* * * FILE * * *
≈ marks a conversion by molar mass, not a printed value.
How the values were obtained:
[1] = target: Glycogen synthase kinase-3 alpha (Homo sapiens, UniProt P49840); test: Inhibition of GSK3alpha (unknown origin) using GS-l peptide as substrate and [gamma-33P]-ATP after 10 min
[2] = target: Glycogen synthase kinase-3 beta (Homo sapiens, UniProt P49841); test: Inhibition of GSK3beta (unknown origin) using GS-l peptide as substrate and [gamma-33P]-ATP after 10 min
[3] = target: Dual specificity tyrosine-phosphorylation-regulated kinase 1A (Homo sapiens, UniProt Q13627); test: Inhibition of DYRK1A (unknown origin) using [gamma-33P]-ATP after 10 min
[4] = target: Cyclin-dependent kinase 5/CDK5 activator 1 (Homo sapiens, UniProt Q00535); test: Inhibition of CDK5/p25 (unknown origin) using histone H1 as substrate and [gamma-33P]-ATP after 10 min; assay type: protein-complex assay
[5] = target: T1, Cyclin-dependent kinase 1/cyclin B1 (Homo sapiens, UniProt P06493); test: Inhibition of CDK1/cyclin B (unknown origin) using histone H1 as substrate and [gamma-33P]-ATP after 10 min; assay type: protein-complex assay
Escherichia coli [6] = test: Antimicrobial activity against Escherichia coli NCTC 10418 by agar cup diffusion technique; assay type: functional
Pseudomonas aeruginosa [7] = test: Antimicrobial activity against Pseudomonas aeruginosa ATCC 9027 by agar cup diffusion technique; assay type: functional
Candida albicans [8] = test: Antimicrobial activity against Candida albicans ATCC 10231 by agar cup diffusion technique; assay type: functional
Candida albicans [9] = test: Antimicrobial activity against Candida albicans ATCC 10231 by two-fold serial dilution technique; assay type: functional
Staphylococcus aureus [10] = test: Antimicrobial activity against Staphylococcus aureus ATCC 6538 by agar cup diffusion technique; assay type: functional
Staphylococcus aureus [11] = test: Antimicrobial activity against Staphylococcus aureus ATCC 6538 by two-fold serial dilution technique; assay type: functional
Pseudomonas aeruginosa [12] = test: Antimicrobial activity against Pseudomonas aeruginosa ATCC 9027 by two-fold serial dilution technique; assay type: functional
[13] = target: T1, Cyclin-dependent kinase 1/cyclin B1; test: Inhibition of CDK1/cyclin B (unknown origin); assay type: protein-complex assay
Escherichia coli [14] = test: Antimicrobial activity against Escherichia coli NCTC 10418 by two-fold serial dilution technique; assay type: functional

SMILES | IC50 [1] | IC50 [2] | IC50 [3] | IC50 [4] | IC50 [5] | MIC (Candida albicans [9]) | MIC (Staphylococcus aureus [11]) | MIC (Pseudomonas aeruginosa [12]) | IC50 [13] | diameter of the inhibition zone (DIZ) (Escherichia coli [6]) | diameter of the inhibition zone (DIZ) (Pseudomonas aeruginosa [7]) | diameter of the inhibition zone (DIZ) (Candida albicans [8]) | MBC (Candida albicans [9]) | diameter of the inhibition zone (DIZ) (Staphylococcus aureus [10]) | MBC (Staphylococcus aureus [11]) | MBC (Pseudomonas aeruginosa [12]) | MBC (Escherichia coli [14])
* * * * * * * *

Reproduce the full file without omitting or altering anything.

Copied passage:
≈ marks a conversion by molar mass, not a printed value.
How the values were obtained:
[1] = target: Glycogen synthase kinase-3 alpha (Homo sapiens, UniProt P49840); test: Inhibition of GSK3alpha (unknown origin) using GS-l peptide as substrate and [gamma-33P]-ATP after 10 min
[2] = target: Glycogen synthase kinase-3 beta (Homo sapiens, UniProt P49841); test: Inhibition of GSK3beta (unknown origin) using GS-l peptide as substrate and [gamma-33P]-ATP after 10 min
[3] = target: Dual specificity tyrosine-phosphorylation-regulated kinase 1A (Homo sapiens, UniProt Q13627); test: Inhibition of DYRK1A (unknown origin) using [gamma-33P]-ATP after 10 min
[4] = target: Cyclin-dependent kinase 5/CDK5 activator 1 (Homo sapiens, UniProt Q00535); test: Inhibition of CDK5/p25 (unknown origin) using histone H1 as substrate and [gamma-33P]-ATP after 10 min; assay type: protein-complex assay
[5] = target: T1, Cyclin-dependent kinase 1/cyclin B1 (Homo sapiens, UniProt P06493); test: Inhibition of CDK1/cyclin B (unknown origin) using histone H1 as substrate and [gamma-33P]-ATP after 10 min; assay type: protein-complex assay
Escherichia coli [6] = test: Antimicrobial activity against Escherichia coli NCTC 10418 by agar cup diffusion technique; assay type: functional
Pseudomonas aeruginosa [7] = test: Antimicrobial activity against Pseudomonas aeruginosa ATCC 9027 by agar cup diffusion technique; assay type: functional
Candida albicans [8] = test: Antimicrobial activity against Candida albicans ATCC 10231 by agar cup diffusion technique; assay type: functional
Candida albicans [9] = test: Antimicrobial activity against Candida albicans ATCC 10231 by two-fold serial dilution technique; assay type: functional
Staphylococcus aureus [10] = test: Antimicrobial activity against Staphylococcus aureus ATCC 6538 by agar cup diffusion technique; assay type: functional
Staphylococcus aureus [11] = test: Antimicrobial activity against Staphylococcus aureus ATCC 6538 by two-fold serial dilution technique; assay type: functional
Pseudomonas aeruginosa [12] = test: Antimicrobial activity against Pseudomonas aeruginosa ATCC 9027 by two-fold serial dilution technique; assay type: functional
[13] = target: T1, Cyclin-dependent kinase 1/cyclin B1; test: Inhibition of CDK1/cyclin B (unknown origin); assay type: protein-complex assay
Escherichia coli [14] = test: Antimicrobial activity against Escherichia coli NCTC 10418 by two-fold serial dilution technique; assay type: functional

SMILES | IC50 [1] | IC50 [2] | IC50 [3] | IC50 [4] | IC50 [5] | MIC (Candida albicans [9]) | MIC (Staphylococcus aureus [11]) | MIC (Pseudomonas aeruginosa [12]) | IC50 [13] | diameter of the inhibition zone (DIZ) (Escherichia coli [6]) | diameter of the inhibition zone (DIZ) (Pseudomonas aeruginosa [7]) | diameter of the inhibition zone (DIZ) (Candida albicans [8]) | MBC (Candida albicans [9]) | diameter of the inhibition zone (DIZ) (Staphylococcus aureus [10]) | MBC (Staphylococcus aureus [11]) | MBC (Pseudomonas aeruginosa [12]) | MBC (Escherichia coli [14])